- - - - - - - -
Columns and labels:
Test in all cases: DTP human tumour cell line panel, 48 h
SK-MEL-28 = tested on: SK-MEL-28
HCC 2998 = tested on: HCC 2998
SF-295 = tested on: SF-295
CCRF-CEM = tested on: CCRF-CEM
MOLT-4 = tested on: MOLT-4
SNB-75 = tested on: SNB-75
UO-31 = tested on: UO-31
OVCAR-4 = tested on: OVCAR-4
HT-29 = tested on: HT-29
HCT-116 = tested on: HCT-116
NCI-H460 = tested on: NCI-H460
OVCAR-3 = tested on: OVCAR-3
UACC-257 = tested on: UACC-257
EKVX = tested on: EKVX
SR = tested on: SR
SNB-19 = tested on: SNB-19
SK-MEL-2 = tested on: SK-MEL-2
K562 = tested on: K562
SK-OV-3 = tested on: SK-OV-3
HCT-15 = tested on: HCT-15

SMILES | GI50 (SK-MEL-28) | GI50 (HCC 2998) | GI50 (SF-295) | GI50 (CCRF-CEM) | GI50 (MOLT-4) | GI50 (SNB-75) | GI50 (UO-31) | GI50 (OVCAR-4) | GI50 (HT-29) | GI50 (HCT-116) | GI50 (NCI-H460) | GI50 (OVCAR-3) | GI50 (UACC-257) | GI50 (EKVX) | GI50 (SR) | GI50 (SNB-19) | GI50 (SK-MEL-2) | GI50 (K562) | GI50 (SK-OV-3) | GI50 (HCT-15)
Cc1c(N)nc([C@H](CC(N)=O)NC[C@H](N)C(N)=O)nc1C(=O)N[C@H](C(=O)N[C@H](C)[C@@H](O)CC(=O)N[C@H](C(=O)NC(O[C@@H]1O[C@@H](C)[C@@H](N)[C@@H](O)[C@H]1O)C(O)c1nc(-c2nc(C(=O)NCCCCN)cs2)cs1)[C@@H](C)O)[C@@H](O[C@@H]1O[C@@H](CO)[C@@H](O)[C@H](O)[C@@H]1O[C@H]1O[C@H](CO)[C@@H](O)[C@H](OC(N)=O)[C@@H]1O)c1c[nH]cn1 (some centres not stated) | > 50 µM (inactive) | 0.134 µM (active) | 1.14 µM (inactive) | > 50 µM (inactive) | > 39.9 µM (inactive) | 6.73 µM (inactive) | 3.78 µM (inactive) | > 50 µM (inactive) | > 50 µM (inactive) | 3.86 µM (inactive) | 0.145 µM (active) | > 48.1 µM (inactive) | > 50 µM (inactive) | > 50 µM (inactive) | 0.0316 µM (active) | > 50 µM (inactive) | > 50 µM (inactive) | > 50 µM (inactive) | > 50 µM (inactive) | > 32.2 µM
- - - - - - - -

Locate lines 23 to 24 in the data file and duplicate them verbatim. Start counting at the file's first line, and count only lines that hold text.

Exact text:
SMILES | GI50 (SK-MEL-28) | GI50 (HCC 2998) | GI50 (SF-295) | GI50 (CCRF-CEM) | GI50 (MOLT-4) | GI50 (SNB-75) | GI50 (UO-31) | GI50 (OVCAR-4) | GI50 (HT-29) | GI50 (HCT-116) | GI50 (NCI-H460) | GI50 (OVCAR-3) | GI50 (UACC-257) | GI50 (EKVX) | GI50 (SR) | GI50 (SNB-19) | GI50 (SK-MEL-2) | GI50 (K562) | GI50 (SK-OV-3) | GI50 (HCT-15)
Cc1c(N)nc([C@H](CC(N)=O)NC[C@H](N)C(N)=O)nc1C(=O)N[C@H](C(=O)N[C@H](C)[C@@H](O)CC(=O)N[C@H](C(=O)NC(O[C@@H]1O[C@@H](C)[C@@H](N)[C@@H](O)[C@H]1O)C(O)c1nc(-c2nc(C(=O)NCCCCN)cs2)cs1)[C@@H](C)O)[C@@H](O[C@@H]1O[C@@H](CO)[C@@H](O)[C@H](O)[C@@H]1O[C@H]1O[C@H](CO)[C@@H](O)[C@H](OC(N)=O)[C@@H]1O)c1c[nH]cn1 (some centres not stated) | > 50 µM (inactive) | 0.134 µM (active) | 1.14 µM (inactive) | > 50 µM (inactive) | > 39.9 µM (inactive) | 6.73 µM (inactive) | 3.78 µM (inactive) | > 50 µM (inactive) | > 50 µM (inactive) | 3.86 µM (inactive) | 0.145 µM (active) | > 48.1 µM (inactive) | > 50 µM (inactive) | > 50 µM (inactive) | 0.0316 µM (active) | > 50 µM (inactive) | > 50 µM (inactive) | > 50 µM (inactive) | > 50 µM (inactive) | > 32.2 µM